WIPO Arbitration and Mediation Center
ADMINISTRATIVE PANEL DECISION
HUGO BOSS Trade Mark Management GmbH & Co. KG and HUGO BOSS AG v. zeng aiqin
Case No. D2016-2296
1. The Parties
The Complainants are HUGO BOSS Trade Mark Management GmbH & Co. KG and HUGO BOSS AG of Metzingen, Germany, represented by Dennemeyer & Associates S.A., Germany.
The Respondent is zeng aiqin of United States of America.
2. The Domain Name and Registrar
The disputed domain name <boss-hongkong.info> is registered with GoDaddy.com, LLC (the "Registrar").
3. Procedural History
The Complaint was filed with the WIPO Arbitration and Mediation Center (the "Center") on November 10, 2016. On November 11, 2016, the Center transmitted by email to the Registrar a request for registrar verification in connection with the disputed domain name. On the same date, the Registrar transmitted by email to the Center its verification response confirming that:
(a) it is the Registrar for the disputed domain name;
(b) the disputed domain name is registered in the name of the Respondent and the contact details are correct;
(c) the disputed domain name was first registered on December 14, 2011 and the Respondent has been the registrant since at least November 30, 2015;
(d) the language of the registration agreement is English;
(e) the disputed domain name was registered subject to the Uniform Domain Name Dispute Resolution Policy (the "Policy" or "UDRP"), and the UDRP applies to the disputed domain name.
The Center verified that the Complaint satisfied the formal requirements of the Policy, the Rules for Uniform Domain Name Dispute Resolution Policy (the "Rules"), and the WIPO Supplemental Rules for Uniform Domain Name Dispute Resolution Policy (the "Supplemental Rules").
In accordance with the Rules, paragraphs 2 and 4, the Center formally notified the Respondent of the Complaint, and the proceedings commenced on November 18, 2016. In accordance with the Rules, paragraph 5, the due date for Response was December 8, 2016. The Respondent did not submit any response. Accordingly, the Center notified the Respondent's default on December 9, 2016.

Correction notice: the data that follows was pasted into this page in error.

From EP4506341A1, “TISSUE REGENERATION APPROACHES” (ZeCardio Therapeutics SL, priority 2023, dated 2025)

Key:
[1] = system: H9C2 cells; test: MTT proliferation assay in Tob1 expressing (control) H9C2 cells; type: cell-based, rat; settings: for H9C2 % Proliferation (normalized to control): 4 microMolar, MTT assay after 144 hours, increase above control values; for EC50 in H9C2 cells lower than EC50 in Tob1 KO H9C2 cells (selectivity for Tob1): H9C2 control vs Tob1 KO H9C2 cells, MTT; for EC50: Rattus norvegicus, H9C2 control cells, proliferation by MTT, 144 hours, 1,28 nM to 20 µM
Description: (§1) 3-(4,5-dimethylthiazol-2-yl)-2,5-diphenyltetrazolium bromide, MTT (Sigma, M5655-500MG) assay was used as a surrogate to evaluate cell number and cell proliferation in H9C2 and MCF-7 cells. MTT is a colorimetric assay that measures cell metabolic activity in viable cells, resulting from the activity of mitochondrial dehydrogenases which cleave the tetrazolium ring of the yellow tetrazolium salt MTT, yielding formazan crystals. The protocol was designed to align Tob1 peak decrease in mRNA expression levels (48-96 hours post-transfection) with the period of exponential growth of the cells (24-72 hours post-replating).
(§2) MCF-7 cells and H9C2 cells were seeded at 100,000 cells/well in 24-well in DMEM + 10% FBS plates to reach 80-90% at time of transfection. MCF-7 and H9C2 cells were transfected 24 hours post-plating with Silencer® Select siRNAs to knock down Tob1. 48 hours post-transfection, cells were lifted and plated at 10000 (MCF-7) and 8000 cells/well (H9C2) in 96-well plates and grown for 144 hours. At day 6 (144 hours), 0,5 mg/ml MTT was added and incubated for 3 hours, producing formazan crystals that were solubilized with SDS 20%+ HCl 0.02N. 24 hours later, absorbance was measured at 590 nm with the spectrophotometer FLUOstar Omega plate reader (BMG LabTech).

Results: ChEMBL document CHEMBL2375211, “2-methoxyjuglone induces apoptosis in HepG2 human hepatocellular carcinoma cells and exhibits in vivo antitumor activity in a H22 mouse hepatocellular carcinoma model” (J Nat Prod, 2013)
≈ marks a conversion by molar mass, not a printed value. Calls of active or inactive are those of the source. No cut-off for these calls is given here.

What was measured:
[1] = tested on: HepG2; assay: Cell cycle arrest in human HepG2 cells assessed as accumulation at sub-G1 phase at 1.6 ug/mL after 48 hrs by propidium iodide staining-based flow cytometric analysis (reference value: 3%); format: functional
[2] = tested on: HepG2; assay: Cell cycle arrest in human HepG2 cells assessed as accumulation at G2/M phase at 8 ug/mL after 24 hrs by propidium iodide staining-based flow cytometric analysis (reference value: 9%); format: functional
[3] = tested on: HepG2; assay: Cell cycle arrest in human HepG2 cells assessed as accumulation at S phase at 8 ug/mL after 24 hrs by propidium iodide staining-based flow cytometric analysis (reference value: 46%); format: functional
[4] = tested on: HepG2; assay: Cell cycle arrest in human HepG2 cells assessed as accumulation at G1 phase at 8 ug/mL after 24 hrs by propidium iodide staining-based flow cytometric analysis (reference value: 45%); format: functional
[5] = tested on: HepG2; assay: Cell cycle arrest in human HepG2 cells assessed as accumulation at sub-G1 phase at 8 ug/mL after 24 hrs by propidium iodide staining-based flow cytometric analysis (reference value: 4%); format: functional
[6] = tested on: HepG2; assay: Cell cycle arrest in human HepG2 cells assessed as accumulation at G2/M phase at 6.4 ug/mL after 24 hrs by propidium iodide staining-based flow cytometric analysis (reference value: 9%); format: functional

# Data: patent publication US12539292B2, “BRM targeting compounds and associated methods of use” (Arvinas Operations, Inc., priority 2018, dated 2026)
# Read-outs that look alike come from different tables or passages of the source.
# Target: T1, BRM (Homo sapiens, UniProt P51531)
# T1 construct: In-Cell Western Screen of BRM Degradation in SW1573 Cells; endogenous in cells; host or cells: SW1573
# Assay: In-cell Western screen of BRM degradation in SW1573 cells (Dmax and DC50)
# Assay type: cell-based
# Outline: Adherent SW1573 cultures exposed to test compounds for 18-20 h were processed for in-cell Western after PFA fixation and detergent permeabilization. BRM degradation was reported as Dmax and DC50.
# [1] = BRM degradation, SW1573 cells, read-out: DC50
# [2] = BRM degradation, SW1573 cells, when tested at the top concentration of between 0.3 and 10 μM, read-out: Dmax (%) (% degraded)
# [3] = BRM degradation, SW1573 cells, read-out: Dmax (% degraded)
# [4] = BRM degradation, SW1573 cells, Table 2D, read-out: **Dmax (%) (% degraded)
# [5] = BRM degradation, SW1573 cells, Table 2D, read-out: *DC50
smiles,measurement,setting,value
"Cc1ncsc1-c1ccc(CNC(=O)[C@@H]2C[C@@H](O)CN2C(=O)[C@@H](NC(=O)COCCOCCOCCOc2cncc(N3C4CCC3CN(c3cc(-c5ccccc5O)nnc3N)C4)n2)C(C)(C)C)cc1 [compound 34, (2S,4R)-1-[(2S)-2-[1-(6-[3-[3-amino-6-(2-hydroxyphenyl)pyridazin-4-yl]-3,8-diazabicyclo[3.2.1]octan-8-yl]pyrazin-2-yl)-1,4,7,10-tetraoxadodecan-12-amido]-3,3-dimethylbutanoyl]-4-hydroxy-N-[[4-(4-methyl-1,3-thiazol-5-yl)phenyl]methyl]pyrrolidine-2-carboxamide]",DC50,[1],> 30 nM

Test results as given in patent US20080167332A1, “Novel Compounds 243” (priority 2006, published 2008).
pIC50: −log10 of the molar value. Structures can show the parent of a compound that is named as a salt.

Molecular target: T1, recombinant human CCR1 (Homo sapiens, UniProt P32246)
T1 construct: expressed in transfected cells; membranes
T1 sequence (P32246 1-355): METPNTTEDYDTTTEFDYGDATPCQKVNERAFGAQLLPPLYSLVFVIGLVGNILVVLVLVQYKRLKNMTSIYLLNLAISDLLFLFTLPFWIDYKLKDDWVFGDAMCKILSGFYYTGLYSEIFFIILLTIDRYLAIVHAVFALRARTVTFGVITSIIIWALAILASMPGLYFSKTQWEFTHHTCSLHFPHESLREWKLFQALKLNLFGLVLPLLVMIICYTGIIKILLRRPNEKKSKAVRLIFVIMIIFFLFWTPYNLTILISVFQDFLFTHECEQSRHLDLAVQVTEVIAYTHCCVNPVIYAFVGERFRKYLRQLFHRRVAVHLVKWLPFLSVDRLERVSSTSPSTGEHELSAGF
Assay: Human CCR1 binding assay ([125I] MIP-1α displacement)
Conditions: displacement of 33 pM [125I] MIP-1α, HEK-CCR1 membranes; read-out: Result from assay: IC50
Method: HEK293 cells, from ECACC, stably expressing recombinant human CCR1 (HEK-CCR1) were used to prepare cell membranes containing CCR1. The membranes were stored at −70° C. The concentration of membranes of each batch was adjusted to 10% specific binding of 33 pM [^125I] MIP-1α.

The Center appointed Warwick A. Rothnie as the sole panelist in this matter on December 22, 2016. The Panel finds that it was properly constituted. The Panel has submitted the Statement of Acceptance and Declaration of Impartiality and Independence, as required by the Center to ensure compliance with the Rules, paragraph 7.
4. Factual Background
The Complainants are both members of the Hugo Boss corporate group. According to the Complaint, the Hugo Boss group was founded in 1924. It manufactures and supplies a wide range of clothing and other fashion accessories in what it refers to as the premium and luxury segments of the global apparel market. The group employs some 14,000 people around the world. It had net sales of EUR 2.8 billion in fiscal year 2015.
The first Complainant is the owner of numerous registered trademarks around the world. For present purposes, it is sufficient to mention only a few:
(a) International Trademark registration No. 423213 BOSS registered on May 24, 1976 in class 28;
(b) International Trademark registration No. 456092 BOSS registered on October 9, 1980, in class 25;
(c) International Trademark Registration BOSS No. 773035 registered on August 16, 2001 in classes 9, 14, 18, 25, 28 and 34, designating amongst others China;
(d) European Union Trademark No. 001798099 BOSS registered on September 24, 2001 in classes 35, 38, 41;
(e) European Union Trademark No. 002342038 BOSS registered on June 8, 2006 in classes 23, 24, 26;
(f) European Union Trademark No. 000049221 BOSS registered on January 29, 2009 in classes 3, 9, 10, 12, 14, 16, 18, 20, 24, 25, 27, 28, 29, 30, 31, 32, 34, 35, 42;
(g) United States Trademark No. 1,023,305 BOSS registered on October 21, 1975 in class 25; and
(h) United States Trademark No. 2,927,139 BOSS registered on February 22, 2005 in class 2.
The second Complainant apparently is the holder of and operates the group's websites including, amongst others, "www.boss.com" and "www.hugoboss.com". Although this is not explicitly stated in the Complaint, the Panel infers that the second Complainant uses the first Complainant's trademarks under licence.